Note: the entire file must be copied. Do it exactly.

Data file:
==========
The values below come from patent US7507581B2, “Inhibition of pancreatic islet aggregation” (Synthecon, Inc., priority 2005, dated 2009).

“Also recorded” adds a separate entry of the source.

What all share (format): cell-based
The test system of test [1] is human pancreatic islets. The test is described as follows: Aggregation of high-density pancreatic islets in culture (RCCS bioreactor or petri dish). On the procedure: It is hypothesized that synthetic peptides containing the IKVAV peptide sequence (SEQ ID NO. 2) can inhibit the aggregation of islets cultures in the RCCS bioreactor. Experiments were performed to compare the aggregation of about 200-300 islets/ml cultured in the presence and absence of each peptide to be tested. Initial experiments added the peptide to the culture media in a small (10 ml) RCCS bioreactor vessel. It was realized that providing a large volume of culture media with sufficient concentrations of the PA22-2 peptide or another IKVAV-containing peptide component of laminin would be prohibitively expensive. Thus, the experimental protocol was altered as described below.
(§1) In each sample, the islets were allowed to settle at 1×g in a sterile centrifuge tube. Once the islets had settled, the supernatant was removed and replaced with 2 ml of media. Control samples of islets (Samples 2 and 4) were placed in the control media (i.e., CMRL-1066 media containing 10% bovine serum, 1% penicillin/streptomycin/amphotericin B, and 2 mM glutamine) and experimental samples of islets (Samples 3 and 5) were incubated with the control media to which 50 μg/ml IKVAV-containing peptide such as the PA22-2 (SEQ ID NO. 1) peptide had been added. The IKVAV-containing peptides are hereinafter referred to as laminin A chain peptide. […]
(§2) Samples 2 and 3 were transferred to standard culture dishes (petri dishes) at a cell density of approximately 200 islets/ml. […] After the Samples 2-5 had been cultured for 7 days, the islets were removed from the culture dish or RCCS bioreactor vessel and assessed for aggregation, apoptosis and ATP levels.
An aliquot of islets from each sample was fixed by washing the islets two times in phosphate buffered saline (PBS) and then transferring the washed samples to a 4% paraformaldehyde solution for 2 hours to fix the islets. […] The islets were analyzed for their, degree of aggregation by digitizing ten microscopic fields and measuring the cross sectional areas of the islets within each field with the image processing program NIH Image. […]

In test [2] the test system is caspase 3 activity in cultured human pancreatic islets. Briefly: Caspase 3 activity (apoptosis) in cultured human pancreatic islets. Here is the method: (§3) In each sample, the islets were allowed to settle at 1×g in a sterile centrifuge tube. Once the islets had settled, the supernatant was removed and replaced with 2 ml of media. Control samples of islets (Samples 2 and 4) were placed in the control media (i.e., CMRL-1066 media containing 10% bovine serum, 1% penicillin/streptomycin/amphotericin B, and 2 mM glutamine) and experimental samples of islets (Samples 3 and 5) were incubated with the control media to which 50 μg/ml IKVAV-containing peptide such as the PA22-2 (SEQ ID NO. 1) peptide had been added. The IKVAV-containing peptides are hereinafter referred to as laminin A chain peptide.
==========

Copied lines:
The values below come from patent US7507581B2, “Inhibition of pancreatic islet aggregation” (Synthecon, Inc., priority 2005, dated 2009).

“Also recorded” adds a separate entry of the source.

What all share (format): cell-based
The test system of test [1] is human pancreatic islets. The test is described as follows: Aggregation of high-density pancreatic islets in culture (RCCS bioreactor or petri dish). On the procedure: It is hypothesized that synthetic peptides containing the IKVAV peptide sequence (SEQ ID NO. 2) can inhibit the aggregation of islets cultures in the RCCS bioreactor. Experiments were performed to compare the aggregation of about 200-300 islets/ml cultured in the presence and absence of each peptide to be tested. Initial experiments added the peptide to the culture media in a small (10 ml) RCCS bioreactor vessel. It was realized that providing a large volume of culture media with sufficient concentrations of the PA22-2 peptide or another IKVAV-containing peptide component of laminin would be prohibitively expensive. Thus, the experimental protocol was altered as described below.
(§1) In each sample, the islets were allowed to settle at 1×g in a sterile centrifuge tube. Once the islets had settled, the supernatant was removed and replaced with 2 ml of media. Control samples of islets (Samples 2 and 4) were placed in the control media (i.e., CMRL-1066 media containing 10% bovine serum, 1% penicillin/streptomycin/amphotericin B, and 2 mM glutamine) and experimental samples of islets (Samples 3 and 5) were incubated with the control media to which 50 μg/ml IKVAV-containing peptide such as the PA22-2 (SEQ ID NO. 1) peptide had been added. The IKVAV-containing peptides are hereinafter referred to as laminin A chain peptide. […]
(§2) Samples 2 and 3 were transferred to standard culture dishes (petri dishes) at a cell density of approximately 200 islets/ml. […] After the Samples 2-5 had been cultured for 7 days, the islets were removed from the culture dish or RCCS bioreactor vessel and assessed for aggregation, apoptosis and ATP levels.
An aliquot of islets from each sample was fixed by washing the islets two times in phosphate buffered saline (PBS) and then transferring the washed samples to a 4% paraformaldehyde solution for 2 hours to fix the islets. […] The islets were analyzed for their, degree of aggregation by digitizing ten microscopic fields and measuring the cross sectional areas of the islets within each field with the image processing program NIH Image. […]

In test [2] the test system is caspase 3 activity in cultured human pancreatic islets. Briefly: Caspase 3 activity (apoptosis) in cultured human pancreatic islets. Here is the method: (§3) In each sample, the islets were allowed to settle at 1×g in a sterile centrifuge tube. Once the islets had settled, the supernatant was removed and replaced with 2 ml of media. Control samples of islets (Samples 2 and 4) were placed in the control media (i.e., CMRL-1066 media containing 10% bovine serum, 1% penicillin/streptomycin/amphotericin B, and 2 mM glutamine) and experimental samples of islets (Samples 3 and 5) were incubated with the control media to which 50 μg/ml IKVAV-containing peptide such as the PA22-2 (SEQ ID NO. 1) peptide had been added. The IKVAV-containing peptides are hereinafter referred to as laminin A chain peptide.